GLOBAL CITIES• • The notions


Definitions of key notions & vocabulary

global city: powerful command and control centre with a worldwide political, economic and cultural influence/reach/outreach.
globalisation current stage: digital and financial globalisation boosting high-end IT, financial & business services. (+2E-G &1E-H def)
Brexit: UK’s decision to leave the EU based on the June 2016 referendum and effective in January 2021. The UK voted to leave by 51.9% but London voted to remain by 59.9%.

hub: a focal network node attracting inflows and producing outflows.
accessibility: fast, multimodal transport services to facilitate trade and mobility.
mobility: move from one’s home to a new location. Called migration if it’s to settle permanently or temporarily (migrants). Called commuting: when it’s a daily trip from home to one’s workplace (commuters).

Urban production space
business district (UK) / central business district (US): central urban hub concentrating high value-added financial and commercial activities. The newest have a specific skyline (skyscrapers).
cluster: concentration of interconnected high-tech/creative/digital businesses and associated education/research institutions.
TNC, MNC: trans/multinational corporation/company operating internationally.
GAFAM, Big Five or Big Tech: Google, Apple, Facebook, Amazon & Microsoft, the top 5 IT corporations.
digital or I(C)T: information (& communication) technology.

Urban policy and trend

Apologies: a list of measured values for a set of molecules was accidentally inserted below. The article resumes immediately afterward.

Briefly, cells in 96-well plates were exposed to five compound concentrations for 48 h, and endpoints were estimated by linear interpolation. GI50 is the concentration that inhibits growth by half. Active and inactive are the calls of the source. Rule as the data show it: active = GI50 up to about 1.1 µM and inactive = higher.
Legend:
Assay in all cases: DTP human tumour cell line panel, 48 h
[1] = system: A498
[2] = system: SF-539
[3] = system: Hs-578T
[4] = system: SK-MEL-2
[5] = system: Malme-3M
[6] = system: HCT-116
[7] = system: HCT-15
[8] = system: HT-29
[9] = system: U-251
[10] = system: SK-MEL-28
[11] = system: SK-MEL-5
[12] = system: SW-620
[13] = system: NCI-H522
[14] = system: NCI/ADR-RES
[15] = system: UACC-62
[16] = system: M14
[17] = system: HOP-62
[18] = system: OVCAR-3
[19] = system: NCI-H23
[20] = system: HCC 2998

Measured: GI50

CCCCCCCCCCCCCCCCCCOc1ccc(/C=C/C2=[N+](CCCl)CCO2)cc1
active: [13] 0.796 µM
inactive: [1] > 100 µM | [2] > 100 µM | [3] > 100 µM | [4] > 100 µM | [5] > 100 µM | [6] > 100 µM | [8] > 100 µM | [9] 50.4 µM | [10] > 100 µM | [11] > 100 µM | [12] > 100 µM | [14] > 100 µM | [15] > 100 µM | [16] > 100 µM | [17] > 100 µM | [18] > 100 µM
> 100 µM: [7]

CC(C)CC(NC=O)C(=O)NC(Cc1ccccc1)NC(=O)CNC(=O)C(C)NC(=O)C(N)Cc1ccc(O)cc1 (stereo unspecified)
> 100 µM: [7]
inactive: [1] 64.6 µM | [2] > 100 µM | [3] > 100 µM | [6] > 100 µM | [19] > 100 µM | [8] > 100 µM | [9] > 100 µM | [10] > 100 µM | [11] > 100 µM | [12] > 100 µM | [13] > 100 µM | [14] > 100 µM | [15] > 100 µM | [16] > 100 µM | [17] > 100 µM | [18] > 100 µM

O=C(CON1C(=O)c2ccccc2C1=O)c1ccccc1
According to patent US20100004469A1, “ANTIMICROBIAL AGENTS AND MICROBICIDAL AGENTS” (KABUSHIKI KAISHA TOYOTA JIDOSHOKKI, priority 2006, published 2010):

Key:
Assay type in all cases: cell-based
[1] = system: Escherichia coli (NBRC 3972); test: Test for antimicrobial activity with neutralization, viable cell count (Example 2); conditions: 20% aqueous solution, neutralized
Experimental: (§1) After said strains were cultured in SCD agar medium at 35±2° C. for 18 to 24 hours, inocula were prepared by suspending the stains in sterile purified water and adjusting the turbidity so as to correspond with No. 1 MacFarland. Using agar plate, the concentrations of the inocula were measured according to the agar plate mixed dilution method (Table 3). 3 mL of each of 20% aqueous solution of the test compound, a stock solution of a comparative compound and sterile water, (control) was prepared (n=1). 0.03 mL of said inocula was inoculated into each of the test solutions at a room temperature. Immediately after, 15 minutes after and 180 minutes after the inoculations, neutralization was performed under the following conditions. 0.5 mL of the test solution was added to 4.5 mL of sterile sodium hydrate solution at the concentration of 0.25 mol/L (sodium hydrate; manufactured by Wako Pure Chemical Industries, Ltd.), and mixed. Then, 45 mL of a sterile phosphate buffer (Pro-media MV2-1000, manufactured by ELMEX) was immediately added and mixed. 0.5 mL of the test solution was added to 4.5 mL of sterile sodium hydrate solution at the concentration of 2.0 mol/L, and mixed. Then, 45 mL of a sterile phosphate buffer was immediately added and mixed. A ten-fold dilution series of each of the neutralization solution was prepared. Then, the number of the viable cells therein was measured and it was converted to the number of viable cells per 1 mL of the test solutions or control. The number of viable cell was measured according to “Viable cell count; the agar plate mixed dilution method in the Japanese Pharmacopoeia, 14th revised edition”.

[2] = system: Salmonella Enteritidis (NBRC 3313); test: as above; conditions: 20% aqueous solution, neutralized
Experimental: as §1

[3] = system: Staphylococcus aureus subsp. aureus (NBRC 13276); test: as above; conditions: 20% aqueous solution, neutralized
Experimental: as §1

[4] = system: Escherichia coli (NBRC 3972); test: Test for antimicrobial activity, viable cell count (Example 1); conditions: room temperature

urban marketing: promoting a positive image using advertising to increase soft power: the ability to influence using attraction rather than force or coercion.
urban renewal or regeneration (UK)/redevelopment (US): build or renovate housing, workspaces, leisure & transport facilities etc... to improve and densify an area.
urban sprawl: the spreading of suburban developments (such as houses and shopping centres) on undeveloped land in the (rural) urban fringe.

Urban challenges
liveability: quality of life, day-to-day living conditions including housing, health-care, education, culture, environment and transport.
deprivation: economic poverty (income, jobs), social inequality (education, health, housing) and environmental dereliction (degraded cityscape).
gentrification: higher income groups moving to attractive areas and displacing lower income groups. Called super-gentrification if involving the global super-rich investing in a city.
polarised city: city fragmented into exclusive neighbourhoods based on income and/or ethnicity. The opposite of an inclusive city.
congestion: a situation in which a place is too blocked (road) or crowded (city-centre, public transport), causing difficulties.

2E notions
Developed/developing/emerging country, sustainable/unsustainable development, push/pull factor, multicultural society, climate change, economic transition to knowledge-based services (diagram), energy/tourist transition. “Political” buildings.